The Wal-Mart mess: Everybody does it (and we don’t mean bribery)
“Ignore him, he’s a whack job.”
“She’s just bitter she didn’t get promoted.”
“He’s been shooting his mouth off for years – and it’s always nothing.”
Those lines sound familiar? If you work in business, they probably do – it’s how people talk about whistleblowers. Shocking? It’s just the truth. Even though whistleblowers may have a noble reputation in the media, gracing magazine covers and prime-time TV spots, when they surface within a company, management almost always brushes them off with a discrediting back story or a little piece of history that explains away all their annoying accusations. And here’s why that happens: In the vast majority of cases, whistleblowers are, to some degree, crazy or vengeful or both.
Until, one terrible, awful day when, speaking out of vengefulness or ethical earnestness, the whistleblower also happens to be telling the truth. And then, well, you get a crisis like the one Wal-Mart finds itself tangled in today.
Now, make no mistake. We think Wal-Mart is a great company. It’s created upward mobility for thousands of people and a million-plus jobs around the world, and it remains the American consumer’s greatest ally in the war against inflation. Furthermore, the recent accusations against Wal-Mart are just that – accusations.
But those allegations, proven true or not, still offer an important lesson to everyone in business, and we don’t mean the one that’s being widely bandied about right now – that big companies like Wal-Mart, because of their size and power, engage in corruption because they can. We don’t think that’s generally true. Nor do we think the biggest take-away from the Wal-Mart story is how hard it is for American companies to do business abroad without bribery. Actually, it’s perfectly possible to operate globally – and win – while playing by good old American rules and regulations.
No, to us, the Wal-Mart story is most importantly a reminder of the pervasive, even understandable, impulse within companies to ignore whistleblowers because they’re so often time-wasters. And it’s a reminder of why you can’t turn your back on them.
In fact, the only way to deal with a whistleblower’s accusations – again, every single time and often against your own instincts – is with a hyper-bias toward believing that the informant is onto something big. Such a bias must impel you to investigate every claim ferociously. You may think it’s a waste of time and money, and will go nowhere; you should be so lucky. And for goodness’ sake, don’t let the investigation be conducted by the boss who’s been accused of wrongdoing! Bring in an outside agency to do the sleuthing, or at the very least, executives outside the scope of the alleged problem, with no relationship to the people involved. Yes, you may hate the whole mishegaas and so might everyone it touches. But it’s the only way to overcompensate for the propensity to wish whistleblowers away with the perfunctory spot check or the “Everything O.K.?” kind of look-see that usually occurs.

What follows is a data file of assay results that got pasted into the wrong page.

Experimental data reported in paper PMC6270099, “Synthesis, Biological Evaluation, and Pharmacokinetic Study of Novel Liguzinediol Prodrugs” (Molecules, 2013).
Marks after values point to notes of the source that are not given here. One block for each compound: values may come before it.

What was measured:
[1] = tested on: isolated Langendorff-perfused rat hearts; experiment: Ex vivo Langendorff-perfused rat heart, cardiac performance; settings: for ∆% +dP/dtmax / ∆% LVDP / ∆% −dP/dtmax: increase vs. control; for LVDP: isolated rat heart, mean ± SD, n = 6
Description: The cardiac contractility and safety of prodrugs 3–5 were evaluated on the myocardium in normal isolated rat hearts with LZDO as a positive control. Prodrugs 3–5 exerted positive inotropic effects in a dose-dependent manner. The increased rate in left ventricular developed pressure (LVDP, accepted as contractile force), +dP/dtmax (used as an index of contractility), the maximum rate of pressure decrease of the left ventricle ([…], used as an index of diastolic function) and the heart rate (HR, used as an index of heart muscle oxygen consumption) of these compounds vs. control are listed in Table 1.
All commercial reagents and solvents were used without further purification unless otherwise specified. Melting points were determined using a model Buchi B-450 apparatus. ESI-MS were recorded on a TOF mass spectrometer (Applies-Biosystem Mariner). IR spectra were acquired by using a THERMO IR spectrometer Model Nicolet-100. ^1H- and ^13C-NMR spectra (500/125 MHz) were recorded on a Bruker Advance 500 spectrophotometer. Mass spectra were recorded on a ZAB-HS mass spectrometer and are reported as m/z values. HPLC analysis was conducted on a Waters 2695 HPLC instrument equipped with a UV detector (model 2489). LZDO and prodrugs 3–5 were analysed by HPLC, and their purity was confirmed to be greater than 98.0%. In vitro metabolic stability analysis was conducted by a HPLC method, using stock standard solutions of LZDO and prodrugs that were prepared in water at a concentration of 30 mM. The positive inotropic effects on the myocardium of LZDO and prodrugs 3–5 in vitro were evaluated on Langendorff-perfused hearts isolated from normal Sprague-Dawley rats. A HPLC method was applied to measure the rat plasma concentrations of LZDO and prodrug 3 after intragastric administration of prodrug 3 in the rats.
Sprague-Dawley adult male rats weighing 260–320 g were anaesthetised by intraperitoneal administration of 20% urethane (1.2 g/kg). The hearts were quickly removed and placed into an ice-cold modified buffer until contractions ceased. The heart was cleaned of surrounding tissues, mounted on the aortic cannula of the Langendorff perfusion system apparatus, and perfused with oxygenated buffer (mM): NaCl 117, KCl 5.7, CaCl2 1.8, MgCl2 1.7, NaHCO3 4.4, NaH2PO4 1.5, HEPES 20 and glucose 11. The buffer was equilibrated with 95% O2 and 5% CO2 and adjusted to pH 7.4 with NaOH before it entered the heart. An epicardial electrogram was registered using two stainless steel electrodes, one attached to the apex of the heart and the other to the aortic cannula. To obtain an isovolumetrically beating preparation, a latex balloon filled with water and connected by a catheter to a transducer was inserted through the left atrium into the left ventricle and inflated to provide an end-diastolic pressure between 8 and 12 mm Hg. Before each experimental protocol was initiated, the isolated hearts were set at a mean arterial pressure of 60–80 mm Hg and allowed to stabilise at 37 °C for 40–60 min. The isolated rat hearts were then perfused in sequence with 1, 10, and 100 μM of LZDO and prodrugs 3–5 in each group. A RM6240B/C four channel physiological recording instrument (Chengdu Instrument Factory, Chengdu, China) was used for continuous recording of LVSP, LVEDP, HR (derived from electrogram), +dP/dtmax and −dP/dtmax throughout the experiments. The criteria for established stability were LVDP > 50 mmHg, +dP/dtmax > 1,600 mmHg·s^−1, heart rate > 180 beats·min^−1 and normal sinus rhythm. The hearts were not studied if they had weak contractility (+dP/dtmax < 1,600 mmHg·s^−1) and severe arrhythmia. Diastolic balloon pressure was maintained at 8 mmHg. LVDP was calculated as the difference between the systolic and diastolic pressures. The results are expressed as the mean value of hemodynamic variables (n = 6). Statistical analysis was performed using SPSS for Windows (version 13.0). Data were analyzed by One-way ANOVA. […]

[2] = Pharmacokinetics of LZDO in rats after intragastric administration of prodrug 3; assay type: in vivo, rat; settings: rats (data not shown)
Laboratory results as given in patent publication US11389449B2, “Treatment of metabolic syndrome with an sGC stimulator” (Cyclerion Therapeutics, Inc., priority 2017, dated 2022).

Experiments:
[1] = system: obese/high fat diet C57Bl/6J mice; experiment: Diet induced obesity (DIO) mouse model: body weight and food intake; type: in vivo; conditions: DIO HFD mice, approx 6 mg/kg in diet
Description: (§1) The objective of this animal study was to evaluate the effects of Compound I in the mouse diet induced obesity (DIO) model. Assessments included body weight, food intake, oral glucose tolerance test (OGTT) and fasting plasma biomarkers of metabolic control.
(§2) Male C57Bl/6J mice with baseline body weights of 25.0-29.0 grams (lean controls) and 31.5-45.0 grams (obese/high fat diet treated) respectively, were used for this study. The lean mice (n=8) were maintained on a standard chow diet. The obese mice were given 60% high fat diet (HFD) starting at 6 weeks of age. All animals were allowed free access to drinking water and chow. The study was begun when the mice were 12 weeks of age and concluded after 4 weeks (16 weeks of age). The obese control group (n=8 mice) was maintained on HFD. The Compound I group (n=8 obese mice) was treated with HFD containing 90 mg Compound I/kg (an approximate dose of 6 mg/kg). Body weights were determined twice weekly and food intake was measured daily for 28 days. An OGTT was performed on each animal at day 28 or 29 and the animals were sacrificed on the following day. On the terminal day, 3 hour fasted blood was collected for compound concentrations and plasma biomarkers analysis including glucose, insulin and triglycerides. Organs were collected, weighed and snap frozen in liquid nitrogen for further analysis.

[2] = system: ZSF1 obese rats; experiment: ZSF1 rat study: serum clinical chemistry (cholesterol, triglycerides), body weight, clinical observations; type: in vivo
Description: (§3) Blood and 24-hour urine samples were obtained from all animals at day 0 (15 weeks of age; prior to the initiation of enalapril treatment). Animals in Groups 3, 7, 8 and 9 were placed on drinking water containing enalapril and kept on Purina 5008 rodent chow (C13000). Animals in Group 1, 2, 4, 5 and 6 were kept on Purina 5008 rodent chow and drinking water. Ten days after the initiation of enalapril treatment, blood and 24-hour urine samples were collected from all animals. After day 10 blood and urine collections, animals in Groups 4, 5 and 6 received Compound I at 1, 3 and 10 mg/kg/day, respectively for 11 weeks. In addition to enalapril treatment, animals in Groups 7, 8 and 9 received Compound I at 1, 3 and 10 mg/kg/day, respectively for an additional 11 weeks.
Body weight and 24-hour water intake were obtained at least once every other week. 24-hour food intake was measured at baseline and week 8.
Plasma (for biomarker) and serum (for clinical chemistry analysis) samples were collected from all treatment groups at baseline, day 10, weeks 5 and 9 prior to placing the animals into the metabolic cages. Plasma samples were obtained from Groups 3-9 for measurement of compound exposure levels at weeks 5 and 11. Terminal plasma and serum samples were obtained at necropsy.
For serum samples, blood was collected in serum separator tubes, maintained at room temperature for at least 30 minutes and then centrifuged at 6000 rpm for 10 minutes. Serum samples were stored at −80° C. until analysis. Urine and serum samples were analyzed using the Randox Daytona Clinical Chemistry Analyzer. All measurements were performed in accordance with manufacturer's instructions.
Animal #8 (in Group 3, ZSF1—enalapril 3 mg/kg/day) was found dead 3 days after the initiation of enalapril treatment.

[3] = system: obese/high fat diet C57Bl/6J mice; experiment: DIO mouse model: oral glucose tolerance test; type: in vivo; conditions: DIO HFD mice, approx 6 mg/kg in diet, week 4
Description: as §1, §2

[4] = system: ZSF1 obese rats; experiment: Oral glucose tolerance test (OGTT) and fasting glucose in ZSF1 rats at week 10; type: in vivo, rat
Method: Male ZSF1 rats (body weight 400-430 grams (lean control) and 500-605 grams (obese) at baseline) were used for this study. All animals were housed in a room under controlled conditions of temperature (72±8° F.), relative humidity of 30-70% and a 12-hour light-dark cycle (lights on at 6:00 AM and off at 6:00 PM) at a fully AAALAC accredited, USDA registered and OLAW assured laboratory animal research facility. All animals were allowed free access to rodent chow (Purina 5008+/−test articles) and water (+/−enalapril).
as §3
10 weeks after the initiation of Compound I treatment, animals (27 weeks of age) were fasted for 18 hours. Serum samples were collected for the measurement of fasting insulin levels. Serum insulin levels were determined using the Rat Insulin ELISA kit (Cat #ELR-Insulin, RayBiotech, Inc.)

Now, in the months ahead, Wal-Mart will very likely experience the five steps that characterize virtually every organizational crisis. First, the company will quickly come to see that its problem is actually much worse than it originally appeared. That’s the nature of these kinds of things; the first report of wrongdoing is usually just the tip of the iceberg. Second, Wal-Mart will find there are no secrets in this world. Every last detail of the Mexico situation – and of the corporate cover-up, if there was one – will eventually seep out. Third, Wal-Mart’s handling of the crisis will be depicted in the press in the worst possible light. Being vilified goes with the territory. And fourth, there will be “changes.” That is, someone at Wal-Mart will be fired for what’s happened, and maybe many more “someones” will share the fall.
Finally, though, Wal-Mart will become a better company for it. That’s the good news about every ugly crisis. It teaches you something your organization desperately needed to know and usually ensures the same mistake will never happen again.
It’s too bad, though, that this crisis had to happen in the first place. And it wouldn’t have, if Wal-Mart had done a very hard, very necessary thing.
Taken every whistleblower at his word.
Jack Welch was the CEO of General Electric for 21 years and is the founder of the Jack Welch Management Institute at Strayer University. Suzy Welch is an author, speaker and the former Editor of the Harvard Business Review.
PHOTO: A general view of a Wal-Mart store in Mexico City, April 24, 2012. REUTERS/Edgard Garrido